The Italians break through some positions, try to open new breaches, to conquer some hundred meters, but ultimately the Austrian-Hungarian counterattacks push them back. The Italians draw back to their initial positions.

The same happens in San Martino: November 23rd, afternoon. The Italians enter Austrian trenches on the right wing, defended by the 16ᵗʰ Landsturm Mountain Brigade. However, 1st battalion of the 7ᵗʰ regiment, reacts promptly. Led by Captain Gawaloski, the battalion stops the Italians.

Although with halved forces, Gawaloski’s battalion counterattacks without hesitation despite being outnumbered 1 to 10 by the Italians. Gawaloski’s men resist until the 17ᵗʰ Honvéd regiment arrives. On the following day, the old defensive position San Martino is completely recaptured thanks to Captain Gawaloski’s battalion, alone, with only 80 men left.

The K.u.K. Infanterieregiment Nr. 7 Khevenhüller plays a decisive role in this battle.

They are an élite army, called to defend the dangerous breaches opened by the Italian attacks on  the San Michele. This is how the brave mountain troops from Karten prevent the most dangerous breakthrough of the Italians in this cruel battle.

November 24th, northern side of the San Michele. The Italian troops successfully capture altitude 124, wedging themselves between the 3rd Honvéd Infantry Regiment and the 17ᵗʰ infantry regiment. The situation is dangerous.

Italians could overwhelm the Austrian-Hungarian defense line, circumventing altitude 275, the main peak of the San Michele. It is fundamental reacting promptly to prevent them from doing so.

The 3rd battalion of the 7ᵗʰ infantry regiment Khevenhüller lead by Captain Barger is in charge of the counterattack. The companies involved are the 9th, the 10ᵗʰ and the 11ᵗʰ.

At 11.30PM, the 9ᵗʰ and 10ᵗʰ company start marching, approaching their target. In the middle of the night, in complete darkness, and in maximum silence, the men must go through the former trenches of the 3rd regiment Honvéd.

It is a difficult action, they are just 30 meters away from the Italian line, and it is important avoiding unnecessary sounds. In three and a half hours, the Austrians cover the 2 Km distance. Then they take contact with the 27ᵗʰ Regiment.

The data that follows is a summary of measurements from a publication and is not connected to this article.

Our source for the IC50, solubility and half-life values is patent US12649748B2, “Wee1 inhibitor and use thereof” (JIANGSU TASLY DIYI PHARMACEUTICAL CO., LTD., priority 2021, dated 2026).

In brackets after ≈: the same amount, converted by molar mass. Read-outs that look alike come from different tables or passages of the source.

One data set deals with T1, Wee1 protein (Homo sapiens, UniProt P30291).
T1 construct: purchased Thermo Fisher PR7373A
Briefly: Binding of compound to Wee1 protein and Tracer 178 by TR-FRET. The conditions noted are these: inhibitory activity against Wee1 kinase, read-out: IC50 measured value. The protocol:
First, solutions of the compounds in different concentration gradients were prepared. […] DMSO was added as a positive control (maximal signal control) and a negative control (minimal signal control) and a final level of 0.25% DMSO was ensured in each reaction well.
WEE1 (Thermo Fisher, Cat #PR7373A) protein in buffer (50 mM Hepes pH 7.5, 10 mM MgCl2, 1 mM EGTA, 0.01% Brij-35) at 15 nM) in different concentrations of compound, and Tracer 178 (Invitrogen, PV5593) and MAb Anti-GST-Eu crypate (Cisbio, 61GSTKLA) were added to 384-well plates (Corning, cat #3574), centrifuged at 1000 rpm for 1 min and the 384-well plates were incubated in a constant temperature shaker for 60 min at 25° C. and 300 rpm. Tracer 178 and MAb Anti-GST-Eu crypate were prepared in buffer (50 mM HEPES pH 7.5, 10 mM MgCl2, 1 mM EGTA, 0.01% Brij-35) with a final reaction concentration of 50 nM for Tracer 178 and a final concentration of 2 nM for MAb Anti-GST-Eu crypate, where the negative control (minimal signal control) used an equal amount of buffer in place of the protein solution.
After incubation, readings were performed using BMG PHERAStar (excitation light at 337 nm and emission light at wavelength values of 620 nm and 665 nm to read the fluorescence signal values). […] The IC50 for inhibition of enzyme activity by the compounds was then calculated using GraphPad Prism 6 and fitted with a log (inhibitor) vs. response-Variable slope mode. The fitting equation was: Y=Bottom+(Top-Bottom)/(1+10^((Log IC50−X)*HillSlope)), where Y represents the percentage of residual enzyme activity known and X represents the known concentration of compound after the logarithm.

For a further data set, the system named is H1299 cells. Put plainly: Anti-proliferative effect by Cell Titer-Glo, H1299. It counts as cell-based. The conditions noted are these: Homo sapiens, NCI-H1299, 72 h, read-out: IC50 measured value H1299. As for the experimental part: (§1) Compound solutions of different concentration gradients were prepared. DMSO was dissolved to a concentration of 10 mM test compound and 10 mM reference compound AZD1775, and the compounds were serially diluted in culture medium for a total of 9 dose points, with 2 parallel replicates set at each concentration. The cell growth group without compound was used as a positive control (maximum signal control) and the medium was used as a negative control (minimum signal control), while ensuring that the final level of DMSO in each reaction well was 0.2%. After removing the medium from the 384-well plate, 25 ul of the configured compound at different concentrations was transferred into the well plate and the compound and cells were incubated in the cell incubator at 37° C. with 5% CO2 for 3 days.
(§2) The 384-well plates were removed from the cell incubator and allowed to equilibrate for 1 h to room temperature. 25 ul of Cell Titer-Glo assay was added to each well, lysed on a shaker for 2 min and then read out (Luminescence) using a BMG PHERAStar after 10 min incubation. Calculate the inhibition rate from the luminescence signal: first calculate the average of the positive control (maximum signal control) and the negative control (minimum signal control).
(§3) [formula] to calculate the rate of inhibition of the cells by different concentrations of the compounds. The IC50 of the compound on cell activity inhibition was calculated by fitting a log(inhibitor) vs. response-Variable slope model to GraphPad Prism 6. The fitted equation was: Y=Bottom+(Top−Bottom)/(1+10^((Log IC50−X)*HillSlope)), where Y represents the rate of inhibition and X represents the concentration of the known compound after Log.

The 11ᵗʰ company comes to covers the others. The counterattack can begin.

The enemy is not further than 15 meters.

At 4.30AM the 9ᵗʰ company, lead by lieutenant Josef Zigurnigg, attacks. Zigurnigg stands before his men, a gun in his hand. Soon, the 10ᵗʰ company joins the attack as well.

The Khevenhüller throw lots of hand grenades in enemy trenches, then attack at draggers drown. The battle continues as hand to hand combat. The Italians are taken by complete surprise and retreat, leaving dozens of fallen and prisoners behind.

In a few hours, the trench occupied by Italians as a wedge in the Austrian-Hungarian line returns firmly in the Imperial and Royal troops’ hands. They reinforce the front: the dangerous circumventing of the San Michele bulwark is prevented.

In the twenty days fighting on Mount San Michele, in November 1915 alone, the K.u.K 7ᵗʰ Infantry Regiment loses 980 men out of 1,705. About 58% of its troops. Heavy losses, which testify their role and permanent presence in all critical positions along the front.

On December 9th, the Khevenhüller Infantry Regiment that bleed this much on the San Michele is sent back to Austria and re-established. It remains on the Karten front until October 1917, when it takes part to the 12ᵗʰ battle of the Isonzo. Also known as the Caporetto – Kobarid victory.

Translated from blog “Environment and Legality” by Roberto Giurastante